I am somewhat the opposite, I love to teach the word of God but do not like the limelight as such, during my time at the Calvary Chapel in Porterville I have been wary of accepting plaudits and don’t really like a light shone on things I have done in the background. For a while I did the social media ministry there and kind of hid when that was being lauded. Believe me this is one of the few areas I have nailed down and I am not perfect in any way.

Because of Gaius example, the prophets have come and taken this example and taken nothing from the nations. In a few days we will celebrate St. Patrick’s Day and we will look at a man who did likewise, in that day there were tensions between the native Jewish believers and the Greek Gentile believers. Gaius does not see that and is very similar to Colossians 3:22

…where there is neither Greek nor Jew, circumcised nor uncircumcised, barbarian, Scythian, slave nor free, but Christ is all and in all…

We could learn from that today in the way we treat people, often times we look for differences when we should just simply love. I see that clearer now as I am a Scotsman in a foreign land that has difficulty orating in a clear fashion. People will avoid talking to me rather than having the inconvenience of having to listen attentively.

We all know a Diotrephes

On the flip side we have Diotrephes, who is like the folks I mentioned before. We all know a Diotrephes, he is the overbearing one who likes to lord it over people the second he has a little authority. My take on whatever the LORD has blessed me with drives me to kill any feelings that I am something special now. The correct heart is that I am in this role to serve and to learn rather to exert power.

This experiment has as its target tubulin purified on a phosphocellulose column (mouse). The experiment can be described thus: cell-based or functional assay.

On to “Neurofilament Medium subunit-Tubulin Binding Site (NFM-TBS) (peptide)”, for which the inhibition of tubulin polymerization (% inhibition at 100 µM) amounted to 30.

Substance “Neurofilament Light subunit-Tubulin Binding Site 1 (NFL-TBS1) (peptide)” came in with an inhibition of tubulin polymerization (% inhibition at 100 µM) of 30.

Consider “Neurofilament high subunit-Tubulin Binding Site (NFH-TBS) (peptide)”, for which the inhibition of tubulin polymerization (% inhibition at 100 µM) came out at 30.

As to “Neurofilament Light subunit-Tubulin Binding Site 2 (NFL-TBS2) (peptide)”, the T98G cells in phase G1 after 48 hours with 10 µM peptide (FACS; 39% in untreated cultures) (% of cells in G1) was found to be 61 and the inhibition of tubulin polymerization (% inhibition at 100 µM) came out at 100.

Diotrephes is a hard act to see and even harder to deal with in the flesh. He is the one who is always in dispute with someone and cannot be corrected. If he wasn’t up to a task he would keep a stranglehold on it even if he wasn’t gifted in that area. He even refused to deal with John the beloved, a disciple of Jesus Christ. We read in verse 10 that if someone in his assembly showed good works to someone he didn’t like he would excommunicate them! What a character eh?

I would urge you to check your behaviour with the scripture, with emphasis on Galatians 3:11-12 and James 1:22, I find this a lot with knowledge heavy Christians, the ones that know the scriptures inside out but the application just isn’t there. Empty religion and dictatorship will not make a good Christian relationship. Another question to ask in your personal life is do you tear down more than you build up? Sobering thought, huh?

Demetrius is important too

V12 alludes to the deliverer (Demetrius) of the letter, that he has a good report and is trustworthy enough to carry such an important document. When I think of important documents I think of documents such as Scotland’s Declaration of Arbroath penned in 1320 or the USA’s Declaration of Independence and I think of the impeccable trust taken between the signers and the folks entrusted to deliver these documents and keep it safe from harm, not just any man gets that job.

Then John closes by explaining that it is a short letter because they will soon speak face to face. In my studies I have no idea whether this actually happened or not, but I am reassured of the kinship between author and the person receiving this letter.

God bless and TGBTG


2 responses to “Proper Christian hospitality…

  1. Francis Alexander Mc Cafferty March 15, 2014 at 12:51 pm

    I agree when we praise the LORD its his prayer anything we do its for God who guides us to make out that it is ours is wrong God will give us a gift that he knows we can do so its important not to self praise!

  2. Pingback: Ten Commandments through the eyes of the Epistles | Taking the Epistle